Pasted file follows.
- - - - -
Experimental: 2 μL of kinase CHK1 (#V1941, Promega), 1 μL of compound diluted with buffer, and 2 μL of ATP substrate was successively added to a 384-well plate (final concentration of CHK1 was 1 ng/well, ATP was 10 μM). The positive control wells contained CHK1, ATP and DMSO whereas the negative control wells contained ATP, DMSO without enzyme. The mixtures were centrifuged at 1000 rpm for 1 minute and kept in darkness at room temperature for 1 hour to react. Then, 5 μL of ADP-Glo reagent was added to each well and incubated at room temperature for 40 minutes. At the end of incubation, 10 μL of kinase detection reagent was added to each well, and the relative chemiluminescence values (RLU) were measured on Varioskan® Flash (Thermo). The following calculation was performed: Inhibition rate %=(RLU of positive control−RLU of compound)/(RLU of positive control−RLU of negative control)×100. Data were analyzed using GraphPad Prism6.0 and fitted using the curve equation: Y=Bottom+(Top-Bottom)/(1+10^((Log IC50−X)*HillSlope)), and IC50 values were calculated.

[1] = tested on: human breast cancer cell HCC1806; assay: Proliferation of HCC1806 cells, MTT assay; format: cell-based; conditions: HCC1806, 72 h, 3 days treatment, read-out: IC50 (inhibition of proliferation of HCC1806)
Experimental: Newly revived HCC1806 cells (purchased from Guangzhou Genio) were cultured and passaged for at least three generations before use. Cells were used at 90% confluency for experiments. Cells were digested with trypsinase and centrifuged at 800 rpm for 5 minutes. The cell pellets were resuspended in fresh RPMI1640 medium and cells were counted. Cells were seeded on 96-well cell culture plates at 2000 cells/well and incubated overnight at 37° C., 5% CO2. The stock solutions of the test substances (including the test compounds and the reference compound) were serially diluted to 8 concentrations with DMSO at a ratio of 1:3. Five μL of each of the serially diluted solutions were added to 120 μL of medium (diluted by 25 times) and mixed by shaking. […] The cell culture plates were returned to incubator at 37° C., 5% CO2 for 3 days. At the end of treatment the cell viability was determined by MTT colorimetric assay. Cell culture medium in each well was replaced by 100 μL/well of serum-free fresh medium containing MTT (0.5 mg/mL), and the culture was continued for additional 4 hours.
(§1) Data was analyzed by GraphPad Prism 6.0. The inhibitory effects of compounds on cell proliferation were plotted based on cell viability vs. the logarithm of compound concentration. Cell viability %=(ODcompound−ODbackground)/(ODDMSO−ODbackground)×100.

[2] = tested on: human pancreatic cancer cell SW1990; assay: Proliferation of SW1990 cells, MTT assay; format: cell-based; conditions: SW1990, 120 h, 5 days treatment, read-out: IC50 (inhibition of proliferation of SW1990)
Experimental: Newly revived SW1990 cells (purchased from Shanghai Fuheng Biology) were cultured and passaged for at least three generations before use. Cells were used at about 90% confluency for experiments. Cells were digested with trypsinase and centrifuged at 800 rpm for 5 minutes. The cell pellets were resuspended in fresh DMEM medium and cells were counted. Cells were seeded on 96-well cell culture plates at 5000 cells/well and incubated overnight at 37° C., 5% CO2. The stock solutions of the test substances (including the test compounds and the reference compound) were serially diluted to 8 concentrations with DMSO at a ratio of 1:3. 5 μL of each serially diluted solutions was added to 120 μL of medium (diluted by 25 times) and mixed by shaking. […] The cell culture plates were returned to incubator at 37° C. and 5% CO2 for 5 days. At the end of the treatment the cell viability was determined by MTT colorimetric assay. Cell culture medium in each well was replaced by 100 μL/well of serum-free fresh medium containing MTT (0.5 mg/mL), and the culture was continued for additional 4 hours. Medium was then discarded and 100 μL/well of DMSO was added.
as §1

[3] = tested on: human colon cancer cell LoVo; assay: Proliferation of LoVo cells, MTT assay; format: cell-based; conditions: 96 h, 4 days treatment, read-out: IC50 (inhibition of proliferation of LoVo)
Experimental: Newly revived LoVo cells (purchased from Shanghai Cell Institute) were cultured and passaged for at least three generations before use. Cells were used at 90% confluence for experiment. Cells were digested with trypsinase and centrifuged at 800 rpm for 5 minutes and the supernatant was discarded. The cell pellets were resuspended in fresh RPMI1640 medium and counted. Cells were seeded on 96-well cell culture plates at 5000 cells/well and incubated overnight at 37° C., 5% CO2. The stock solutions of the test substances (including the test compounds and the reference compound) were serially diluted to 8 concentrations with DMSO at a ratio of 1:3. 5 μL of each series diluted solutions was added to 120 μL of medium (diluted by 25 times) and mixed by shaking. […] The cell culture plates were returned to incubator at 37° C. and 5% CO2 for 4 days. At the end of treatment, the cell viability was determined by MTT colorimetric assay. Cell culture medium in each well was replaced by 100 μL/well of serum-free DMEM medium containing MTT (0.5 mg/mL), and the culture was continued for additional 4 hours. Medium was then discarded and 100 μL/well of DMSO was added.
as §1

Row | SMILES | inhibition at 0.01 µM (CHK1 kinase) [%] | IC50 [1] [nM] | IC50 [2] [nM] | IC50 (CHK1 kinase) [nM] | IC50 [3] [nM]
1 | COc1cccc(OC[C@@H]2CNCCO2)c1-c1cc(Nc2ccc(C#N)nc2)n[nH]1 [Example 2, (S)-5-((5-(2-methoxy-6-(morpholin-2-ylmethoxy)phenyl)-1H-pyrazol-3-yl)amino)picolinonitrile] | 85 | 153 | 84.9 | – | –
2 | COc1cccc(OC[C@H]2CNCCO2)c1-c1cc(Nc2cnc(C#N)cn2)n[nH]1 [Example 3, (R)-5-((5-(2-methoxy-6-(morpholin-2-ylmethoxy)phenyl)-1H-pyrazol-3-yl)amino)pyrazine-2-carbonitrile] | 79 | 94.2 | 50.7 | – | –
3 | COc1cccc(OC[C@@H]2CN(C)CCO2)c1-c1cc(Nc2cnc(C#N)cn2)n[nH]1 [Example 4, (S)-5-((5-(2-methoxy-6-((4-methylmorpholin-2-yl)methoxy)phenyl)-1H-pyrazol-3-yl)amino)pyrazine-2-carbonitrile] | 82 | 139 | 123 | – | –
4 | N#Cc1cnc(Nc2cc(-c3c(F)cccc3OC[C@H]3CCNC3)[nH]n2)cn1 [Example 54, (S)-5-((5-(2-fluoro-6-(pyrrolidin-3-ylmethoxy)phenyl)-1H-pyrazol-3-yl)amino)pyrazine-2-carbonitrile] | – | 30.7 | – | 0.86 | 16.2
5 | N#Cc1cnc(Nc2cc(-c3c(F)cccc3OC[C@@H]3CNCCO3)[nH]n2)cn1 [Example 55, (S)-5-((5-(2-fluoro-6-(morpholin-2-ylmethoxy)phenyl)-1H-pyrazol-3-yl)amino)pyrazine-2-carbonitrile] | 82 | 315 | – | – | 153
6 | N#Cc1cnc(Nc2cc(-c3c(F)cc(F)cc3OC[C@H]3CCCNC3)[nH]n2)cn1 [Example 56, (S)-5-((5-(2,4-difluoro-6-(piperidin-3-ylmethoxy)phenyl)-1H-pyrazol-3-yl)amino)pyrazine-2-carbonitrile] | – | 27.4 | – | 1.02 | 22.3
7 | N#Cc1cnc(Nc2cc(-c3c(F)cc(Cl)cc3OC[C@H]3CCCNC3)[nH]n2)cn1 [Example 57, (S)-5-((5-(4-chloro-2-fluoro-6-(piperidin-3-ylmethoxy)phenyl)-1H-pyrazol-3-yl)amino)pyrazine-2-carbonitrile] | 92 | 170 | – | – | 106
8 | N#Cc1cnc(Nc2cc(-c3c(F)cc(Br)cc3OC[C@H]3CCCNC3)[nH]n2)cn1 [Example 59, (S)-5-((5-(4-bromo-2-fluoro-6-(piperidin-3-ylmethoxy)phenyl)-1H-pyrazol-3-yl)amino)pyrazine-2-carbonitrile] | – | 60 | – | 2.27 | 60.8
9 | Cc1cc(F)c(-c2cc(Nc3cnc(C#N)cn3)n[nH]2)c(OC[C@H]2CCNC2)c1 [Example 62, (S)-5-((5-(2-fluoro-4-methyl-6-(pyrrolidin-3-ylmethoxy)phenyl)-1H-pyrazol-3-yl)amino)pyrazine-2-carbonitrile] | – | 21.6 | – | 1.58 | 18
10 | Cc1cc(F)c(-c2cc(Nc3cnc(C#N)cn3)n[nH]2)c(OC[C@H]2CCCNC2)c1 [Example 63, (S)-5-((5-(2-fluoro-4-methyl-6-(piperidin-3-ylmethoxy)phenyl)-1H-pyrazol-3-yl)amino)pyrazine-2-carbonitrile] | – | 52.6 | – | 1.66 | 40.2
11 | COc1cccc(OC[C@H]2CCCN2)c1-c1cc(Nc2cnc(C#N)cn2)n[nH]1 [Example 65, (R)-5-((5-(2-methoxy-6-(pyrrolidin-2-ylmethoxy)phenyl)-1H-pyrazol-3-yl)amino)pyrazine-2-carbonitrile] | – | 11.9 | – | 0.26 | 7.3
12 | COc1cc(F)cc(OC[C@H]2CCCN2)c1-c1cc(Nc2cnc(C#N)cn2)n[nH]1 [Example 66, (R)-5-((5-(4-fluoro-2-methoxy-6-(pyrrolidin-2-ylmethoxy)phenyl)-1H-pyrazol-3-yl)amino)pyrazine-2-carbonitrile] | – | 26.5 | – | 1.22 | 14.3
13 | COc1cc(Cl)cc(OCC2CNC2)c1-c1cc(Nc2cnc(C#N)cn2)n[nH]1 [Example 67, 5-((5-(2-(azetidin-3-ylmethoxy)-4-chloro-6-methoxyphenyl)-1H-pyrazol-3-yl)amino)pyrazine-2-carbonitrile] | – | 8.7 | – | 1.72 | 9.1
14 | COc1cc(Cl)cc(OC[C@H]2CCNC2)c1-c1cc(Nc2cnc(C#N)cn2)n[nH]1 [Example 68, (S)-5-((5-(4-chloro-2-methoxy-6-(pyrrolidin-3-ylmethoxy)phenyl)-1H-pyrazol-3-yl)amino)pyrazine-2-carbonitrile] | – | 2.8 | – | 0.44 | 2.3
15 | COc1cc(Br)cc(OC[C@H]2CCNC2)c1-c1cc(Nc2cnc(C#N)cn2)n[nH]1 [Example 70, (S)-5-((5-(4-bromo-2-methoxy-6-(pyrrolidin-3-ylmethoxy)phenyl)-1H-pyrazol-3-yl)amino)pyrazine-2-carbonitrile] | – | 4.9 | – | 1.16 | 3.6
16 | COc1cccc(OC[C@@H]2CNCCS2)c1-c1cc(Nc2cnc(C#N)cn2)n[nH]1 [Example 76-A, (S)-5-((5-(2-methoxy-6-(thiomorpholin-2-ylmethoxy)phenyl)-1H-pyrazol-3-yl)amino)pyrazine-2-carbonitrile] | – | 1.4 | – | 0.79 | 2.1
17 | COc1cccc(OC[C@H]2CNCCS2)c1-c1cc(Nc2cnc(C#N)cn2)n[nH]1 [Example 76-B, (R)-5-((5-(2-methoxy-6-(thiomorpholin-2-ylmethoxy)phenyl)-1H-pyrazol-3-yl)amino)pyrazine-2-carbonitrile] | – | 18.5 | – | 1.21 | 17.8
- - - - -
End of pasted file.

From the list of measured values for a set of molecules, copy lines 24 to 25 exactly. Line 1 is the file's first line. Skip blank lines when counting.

13 | COc1cc(Cl)cc(OCC2CNC2)c1-c1cc(Nc2cnc(C#N)cn2)n[nH]1 [Example 67, 5-((5-(2-(azetidin-3-ylmethoxy)-4-chloro-6-methoxyphenyl)-1H-pyrazol-3-yl)amino)pyrazine-2-carbonitrile] | – | 8.7 | – | 1.72 | 9.1
14 | COc1cc(Cl)cc(OC[C@H]2CCNC2)c1-c1cc(Nc2cnc(C#N)cn2)n[nH]1 [Example 68, (S)-5-((5-(4-chloro-2-methoxy-6-(pyrrolidin-3-ylmethoxy)phenyl)-1H-pyrazol-3-yl)amino)pyrazine-2-carbonitrile] | – | 2.8 | – | 0.44 | 2.3